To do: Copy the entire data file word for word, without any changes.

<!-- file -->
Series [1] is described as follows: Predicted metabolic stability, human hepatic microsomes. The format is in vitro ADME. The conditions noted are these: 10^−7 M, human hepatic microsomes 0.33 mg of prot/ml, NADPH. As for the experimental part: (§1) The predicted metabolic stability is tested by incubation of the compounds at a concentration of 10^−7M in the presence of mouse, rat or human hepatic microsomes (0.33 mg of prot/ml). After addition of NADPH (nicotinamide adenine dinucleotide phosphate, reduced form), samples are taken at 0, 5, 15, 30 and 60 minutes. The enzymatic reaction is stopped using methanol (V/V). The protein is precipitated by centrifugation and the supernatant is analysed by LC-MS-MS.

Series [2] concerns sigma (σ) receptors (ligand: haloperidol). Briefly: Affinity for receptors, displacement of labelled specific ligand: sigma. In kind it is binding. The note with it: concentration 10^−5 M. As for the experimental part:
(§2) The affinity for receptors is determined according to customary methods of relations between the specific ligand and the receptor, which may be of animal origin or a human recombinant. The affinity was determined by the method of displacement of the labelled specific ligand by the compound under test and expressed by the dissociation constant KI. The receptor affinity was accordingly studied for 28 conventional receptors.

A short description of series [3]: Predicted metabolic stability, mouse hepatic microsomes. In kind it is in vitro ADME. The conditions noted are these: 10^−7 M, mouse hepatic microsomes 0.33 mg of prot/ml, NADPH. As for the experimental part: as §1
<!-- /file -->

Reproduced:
Series [1] is described as follows: Predicted metabolic stability, human hepatic microsomes. The format is in vitro ADME. The conditions noted are these: 10^−7 M, human hepatic microsomes 0.33 mg of prot/ml, NADPH. As for the experimental part: (§1) The predicted metabolic stability is tested by incubation of the compounds at a concentration of 10^−7M in the presence of mouse, rat or human hepatic microsomes (0.33 mg of prot/ml). After addition of NADPH (nicotinamide adenine dinucleotide phosphate, reduced form), samples are taken at 0, 5, 15, 30 and 60 minutes. The enzymatic reaction is stopped using methanol (V/V). The protein is precipitated by centrifugation and the supernatant is analysed by LC-MS-MS.

Series [2] concerns sigma (σ) receptors (ligand: haloperidol). Briefly: Affinity for receptors, displacement of labelled specific ligand: sigma. In kind it is binding. The note with it: concentration 10^−5 M. As for the experimental part:
(§2) The affinity for receptors is determined according to customary methods of relations between the specific ligand and the receptor, which may be of animal origin or a human recombinant. The affinity was determined by the method of displacement of the labelled specific ligand by the compound under test and expressed by the dissociation constant KI. The receptor affinity was accordingly studied for 28 conventional receptors.

A short description of series [3]: Predicted metabolic stability, mouse hepatic microsomes. In kind it is in vitro ADME. The conditions noted are these: 10^−7 M, mouse hepatic microsomes 0.33 mg of prot/ml, NADPH. As for the experimental part: as §1